Teaching the U.S. History and the American Revolution to Elementary Students

On Tuesday, April 13 at 3:00pm ET join Stephanie Connors (Grade 4 Teacher - Mount Vernon Elementary School) as she shares how she incorporates United States History into her elementary classroom using her American Revolution as an example. Registration is required and educators can register here.

What is Intellectual Charity, and Why Does it Matter? (with ThinkerAnalytix)

When you hear the word “charity,” you might think about donating money or time to a good cause. But there’s another meaning of charity that has to do with how we make arguments. “Intellectual charity” is a skill. We practice intellectual charity when we listen to and think about other people's arguments with precision and care - especially when we disagree. Being “charitable” in this context means treating other people’s arguments in the same way you want them to treat yours: as intelligent and well intentioned. Give people the benefit of the doubt, and try to assume best intentions. Sounds simple, but this principle is very hard to practice when you disagree strongly. Why does intellectual charity matter? If you’ve ever been part of a discussion where a point of disagreement turns into a wave of assumptions, faulty evidence and emotional appeals, you’ve experienced the frustration of arguing without an honest exchange of ideas. This type of miscommunication happens everywhere - social media, classrooms, workspaces, and kitchens. The strain of talking past each other, learning nothing new, and feeling misunderstood often ends the discussion without making any progress. The first skill of charity is reading or listening to an argument carefully enough to pinpoint the exact points of disagreement and understand why you disagree. Forging a deeper understanding of someone's argument puts you in a position to ask for clarification and to develop a respectful, rigorous response. On Wednesday, April 14 at 3:00pm ET join Harvard Fellow Nate Otey to learn a simple, practical set of tools that you can use to improve your students' charity skills so they can discuss current issues with precision and care. Registration is required and educators can register here.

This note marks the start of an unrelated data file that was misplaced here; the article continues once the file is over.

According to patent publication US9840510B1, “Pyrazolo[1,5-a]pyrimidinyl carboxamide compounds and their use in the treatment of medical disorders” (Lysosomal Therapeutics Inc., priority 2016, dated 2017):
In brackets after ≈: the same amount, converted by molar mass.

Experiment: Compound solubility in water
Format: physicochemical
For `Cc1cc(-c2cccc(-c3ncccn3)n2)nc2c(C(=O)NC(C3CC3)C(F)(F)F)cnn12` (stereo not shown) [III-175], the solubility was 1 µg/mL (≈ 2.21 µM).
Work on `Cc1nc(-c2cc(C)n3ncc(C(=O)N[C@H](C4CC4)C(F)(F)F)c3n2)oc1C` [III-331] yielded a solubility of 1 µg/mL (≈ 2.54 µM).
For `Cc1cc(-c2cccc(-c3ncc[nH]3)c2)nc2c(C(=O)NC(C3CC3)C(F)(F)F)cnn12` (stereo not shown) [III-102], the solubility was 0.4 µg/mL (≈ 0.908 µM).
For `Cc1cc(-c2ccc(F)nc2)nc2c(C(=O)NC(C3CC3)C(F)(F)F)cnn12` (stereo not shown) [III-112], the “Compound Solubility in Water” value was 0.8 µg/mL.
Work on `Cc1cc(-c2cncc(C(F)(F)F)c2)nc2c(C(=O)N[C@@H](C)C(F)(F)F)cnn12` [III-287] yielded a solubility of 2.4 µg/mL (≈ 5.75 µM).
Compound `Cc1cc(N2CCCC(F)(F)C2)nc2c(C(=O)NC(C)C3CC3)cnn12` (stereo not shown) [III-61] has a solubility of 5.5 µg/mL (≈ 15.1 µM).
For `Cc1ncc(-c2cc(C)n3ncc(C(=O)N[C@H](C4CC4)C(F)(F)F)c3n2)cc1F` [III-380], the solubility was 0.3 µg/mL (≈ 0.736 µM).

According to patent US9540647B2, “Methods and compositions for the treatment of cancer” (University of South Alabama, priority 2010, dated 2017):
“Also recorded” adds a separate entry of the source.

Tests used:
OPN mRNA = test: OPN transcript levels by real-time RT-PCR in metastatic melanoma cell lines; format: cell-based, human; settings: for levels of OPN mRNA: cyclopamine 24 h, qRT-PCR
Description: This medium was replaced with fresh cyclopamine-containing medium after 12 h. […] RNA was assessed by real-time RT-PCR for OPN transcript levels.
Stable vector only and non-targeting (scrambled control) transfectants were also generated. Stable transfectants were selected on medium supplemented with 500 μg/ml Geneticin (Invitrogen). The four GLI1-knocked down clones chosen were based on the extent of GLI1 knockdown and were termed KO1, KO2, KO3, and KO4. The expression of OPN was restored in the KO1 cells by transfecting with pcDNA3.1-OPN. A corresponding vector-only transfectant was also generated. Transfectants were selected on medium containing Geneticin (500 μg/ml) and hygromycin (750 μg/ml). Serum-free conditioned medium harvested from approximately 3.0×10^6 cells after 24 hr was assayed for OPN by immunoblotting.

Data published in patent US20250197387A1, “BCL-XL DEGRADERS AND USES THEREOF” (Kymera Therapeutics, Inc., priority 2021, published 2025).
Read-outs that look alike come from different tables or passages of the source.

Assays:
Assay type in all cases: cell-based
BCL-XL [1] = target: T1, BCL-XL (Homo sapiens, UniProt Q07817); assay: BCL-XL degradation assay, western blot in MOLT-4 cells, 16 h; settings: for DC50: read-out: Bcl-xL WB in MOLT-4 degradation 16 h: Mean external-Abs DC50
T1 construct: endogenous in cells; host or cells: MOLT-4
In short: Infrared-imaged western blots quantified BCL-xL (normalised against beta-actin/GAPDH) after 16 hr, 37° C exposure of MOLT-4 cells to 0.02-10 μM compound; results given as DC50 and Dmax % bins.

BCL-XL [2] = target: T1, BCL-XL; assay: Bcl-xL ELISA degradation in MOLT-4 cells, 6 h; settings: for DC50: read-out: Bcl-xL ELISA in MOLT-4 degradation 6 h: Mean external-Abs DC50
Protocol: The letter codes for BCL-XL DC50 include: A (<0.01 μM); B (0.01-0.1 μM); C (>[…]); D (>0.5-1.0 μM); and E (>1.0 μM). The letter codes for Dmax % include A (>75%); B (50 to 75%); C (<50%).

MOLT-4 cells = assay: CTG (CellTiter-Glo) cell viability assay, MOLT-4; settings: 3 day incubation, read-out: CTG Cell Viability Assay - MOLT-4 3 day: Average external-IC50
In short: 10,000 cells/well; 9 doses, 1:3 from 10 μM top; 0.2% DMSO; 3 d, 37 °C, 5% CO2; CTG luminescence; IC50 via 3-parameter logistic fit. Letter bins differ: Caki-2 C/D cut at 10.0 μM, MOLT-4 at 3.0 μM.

Understanding and Teaching The Electoral College

On Tuesday, April 27 at 3:00pm ET join Jamie Karaffa (Social Studies Teacher at Bruce Whittier Middle School) as she shares her recently completed capstone project related to understanding and teaching the Electoral College. Jamie will share different inquiries and approaches related to the Electoral College and Maine’s approach to dividing up our votes. Registration is required and educators can register here.

Writing in the History Classroom

Join Dennis Edmondson (Mt. Ararat HS) on Wednesday, May 5 at 3:00pm ET as he talks about how to teach writing in your history classroom. Registration is required and educators can register here.

Teaching Graphic Biographies with the OER Project

How can we tie together literacy, inclusivity, and all of the advantages of teaching history globally? Join the OER Project on Wednesday, May 12 at 3:30pm ET as they share their engaging graphic biographies of individuals, mostly drawn from the ‘margins’ of world history, carefully built to help students connect these lives to the ‘big stories’ of world history, and with lesson plans that will let them practice visual and textual literacy skills. Your students will love them, and the OER Projects hopes you will too. Registration is required and educators can register here.

Teaching Global Competencies

Join Bobbie Thibodeau (SAD 15) on Wednesday, May 26 at 2:30pm ET as she talks about how to teach “Global Competencies” in your classroom. Registration is required and educators can register here.